“Life to me is like a dance, because it can be a life skill—taking risks, trying something new, conquering your fears,” Meredith explained. “That confidence and how you carry yourself doesn’t stop when you leave the studio. You just have to take the first step.” •

For more on Danceville U.S.A.’s classes, visit

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The Big Day

The Big Night Out

Jeni Ruisch



As you prepare for your Big Day, your friends are hopefully planning your ceremonial last night out with the guys or gals. Traditionally, the evening revolves around fun, food and booze. We want to tick off all those boxes for you, and maybe avoid the plastic penis bead necklaces and nightclub shitshows that are becoming increasingly passé in the capital city. Much like at weddings, good things come in twos. So we’ve included a group activity where you can cut loose, and then a nearby spot to cool your heels and whet your whistle. Whether the bride and groom are out partying separately, or they’ve decided on one big joint bash, you’ll want an evening of fun and bonding with your besties.

We created pairings around the city, so you’re always an uber-able ride from your final destination. 

Since the low head dams were removed from the Olentangy and Scioto rivers, you can take a kayak or canoe uninterrupted from Dodridge up in Clintonville, all the way down to Greenlawn on the south side of the city. Rent some kayaks from Olentangy Paddle, and head south on your vessels. You can float through secluded wooded areas that make you feel like you’ve left the city for a while. You’ll flow right past the ’Shoe and into downtown, where you can pull in right behind Huntington Park to catch a game and a Dime-a-Dog night. Then off into the Arena District for a night of fun following your river adventure. If you’re really trying to sink all that money you saved on travel into going all-out, book a night at the historic Hotel LeVeque.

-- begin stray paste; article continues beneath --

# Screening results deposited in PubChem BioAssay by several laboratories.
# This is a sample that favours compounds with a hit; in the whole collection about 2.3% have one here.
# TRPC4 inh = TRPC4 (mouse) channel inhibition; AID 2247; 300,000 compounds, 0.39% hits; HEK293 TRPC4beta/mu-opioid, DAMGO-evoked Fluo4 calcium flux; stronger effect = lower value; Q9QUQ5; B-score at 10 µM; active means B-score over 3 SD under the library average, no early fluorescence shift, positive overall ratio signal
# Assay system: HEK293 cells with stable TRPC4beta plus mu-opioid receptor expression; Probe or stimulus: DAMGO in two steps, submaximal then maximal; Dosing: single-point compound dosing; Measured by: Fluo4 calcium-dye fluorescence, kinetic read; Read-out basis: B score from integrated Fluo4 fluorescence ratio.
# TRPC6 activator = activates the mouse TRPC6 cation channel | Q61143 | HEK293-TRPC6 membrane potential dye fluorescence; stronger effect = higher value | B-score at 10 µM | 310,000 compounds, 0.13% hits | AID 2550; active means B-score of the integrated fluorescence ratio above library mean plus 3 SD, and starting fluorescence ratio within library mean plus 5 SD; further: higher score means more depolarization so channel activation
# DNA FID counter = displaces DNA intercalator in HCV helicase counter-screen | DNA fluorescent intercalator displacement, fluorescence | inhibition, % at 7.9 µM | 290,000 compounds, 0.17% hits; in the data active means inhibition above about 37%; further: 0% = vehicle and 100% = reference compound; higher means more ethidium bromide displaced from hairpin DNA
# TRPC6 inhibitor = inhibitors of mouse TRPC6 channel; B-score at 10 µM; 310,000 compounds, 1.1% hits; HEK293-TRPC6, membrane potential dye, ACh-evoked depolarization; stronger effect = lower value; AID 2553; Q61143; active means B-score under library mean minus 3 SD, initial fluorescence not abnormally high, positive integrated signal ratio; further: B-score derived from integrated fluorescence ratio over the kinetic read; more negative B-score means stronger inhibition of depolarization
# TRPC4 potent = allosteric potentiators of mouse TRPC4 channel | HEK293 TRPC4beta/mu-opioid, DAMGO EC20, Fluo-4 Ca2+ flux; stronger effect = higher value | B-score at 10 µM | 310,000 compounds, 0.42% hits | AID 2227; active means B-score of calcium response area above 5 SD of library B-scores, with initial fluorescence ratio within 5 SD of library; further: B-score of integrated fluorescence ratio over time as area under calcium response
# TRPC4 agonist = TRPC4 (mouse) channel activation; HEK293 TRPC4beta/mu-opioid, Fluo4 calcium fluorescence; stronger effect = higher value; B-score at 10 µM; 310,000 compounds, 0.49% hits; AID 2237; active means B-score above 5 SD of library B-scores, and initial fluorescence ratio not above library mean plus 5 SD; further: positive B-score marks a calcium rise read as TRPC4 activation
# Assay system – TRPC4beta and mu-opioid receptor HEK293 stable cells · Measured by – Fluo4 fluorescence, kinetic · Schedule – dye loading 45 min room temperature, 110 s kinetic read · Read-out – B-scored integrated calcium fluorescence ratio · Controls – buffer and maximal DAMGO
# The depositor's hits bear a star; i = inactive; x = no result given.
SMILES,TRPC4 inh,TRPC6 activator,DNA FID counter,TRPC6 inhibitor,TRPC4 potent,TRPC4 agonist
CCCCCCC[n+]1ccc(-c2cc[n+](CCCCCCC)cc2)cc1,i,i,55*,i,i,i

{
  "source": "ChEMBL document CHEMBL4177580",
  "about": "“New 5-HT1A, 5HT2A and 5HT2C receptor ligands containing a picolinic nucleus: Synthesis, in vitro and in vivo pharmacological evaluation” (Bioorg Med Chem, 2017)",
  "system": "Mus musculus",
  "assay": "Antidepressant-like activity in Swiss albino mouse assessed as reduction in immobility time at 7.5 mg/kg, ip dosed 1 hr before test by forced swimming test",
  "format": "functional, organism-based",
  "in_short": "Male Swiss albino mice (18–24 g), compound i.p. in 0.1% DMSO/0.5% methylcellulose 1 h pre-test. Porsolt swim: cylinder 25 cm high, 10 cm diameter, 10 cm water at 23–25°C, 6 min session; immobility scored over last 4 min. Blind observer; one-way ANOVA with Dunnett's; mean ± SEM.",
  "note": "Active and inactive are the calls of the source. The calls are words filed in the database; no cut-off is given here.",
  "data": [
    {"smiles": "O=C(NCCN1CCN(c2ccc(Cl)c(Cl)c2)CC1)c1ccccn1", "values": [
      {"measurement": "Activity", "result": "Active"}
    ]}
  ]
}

Hotel Leveque (Photo by Megan Leigh Barnard)

Throughout the year, COSI hosts their “After Dark” series, where adults 21 and up have their run of the place. There are refreshments and special guests putting on cool science-y shows. (Last time I went, I got to freeze stuff with liquid nitrogen and then smash it, and I got to pet an opossum. All in all, I’d call it a successful evening.)

After that, it’s a quick walk east through downtown to Pins Mechanical Co. You can bowl, get some good food truck eats, and play their other big kid games while you celebrate your friend’s upcoming nuptials.

There are plenty of options for adventure and a bite on the south east side. LVL UP Sports Park is a sprawling area focused on paintballing. You can re-enact all your favorite video game moves in real life while you work out all that wedding stress. There’s a castle, woods, and even a post-apocalyptic yard full of cars, piles of tires, and shipping containers to sneak around for cover. LVL UP has complete equipment rentals, or you can bring your own gear if this ain’t your first rodeo.

Olentangy Paddle (Photo by Megan Leigh Barnard)

Once you’re done sniping your pals, get yourselves all cleaned up and head over to Cimi’s Bistro at Pinnacle Golf Club. They’ve got a killer wine list, and everything from steak to pizza. It’s just the right amount of fancy to class up your evening after rolling around in the dirt for a few hours.

If you want to see how your friends operate under pressure, an escape room is a great low-stakes way to get them primed for the pressure of the Big Day. You can choose from three themed rooms to escape from at Lockology, and the clock will count down while you and your pals think fast to solve the puzzles and win your freedom. Conveniently located right down the street is one of the best hidden gems in Columbus: Alegria’s Seafood. This colorful little spot has some of the best west coast Mexican fare around, plus gigantic margaritas that you can share with your wedding party. Or not.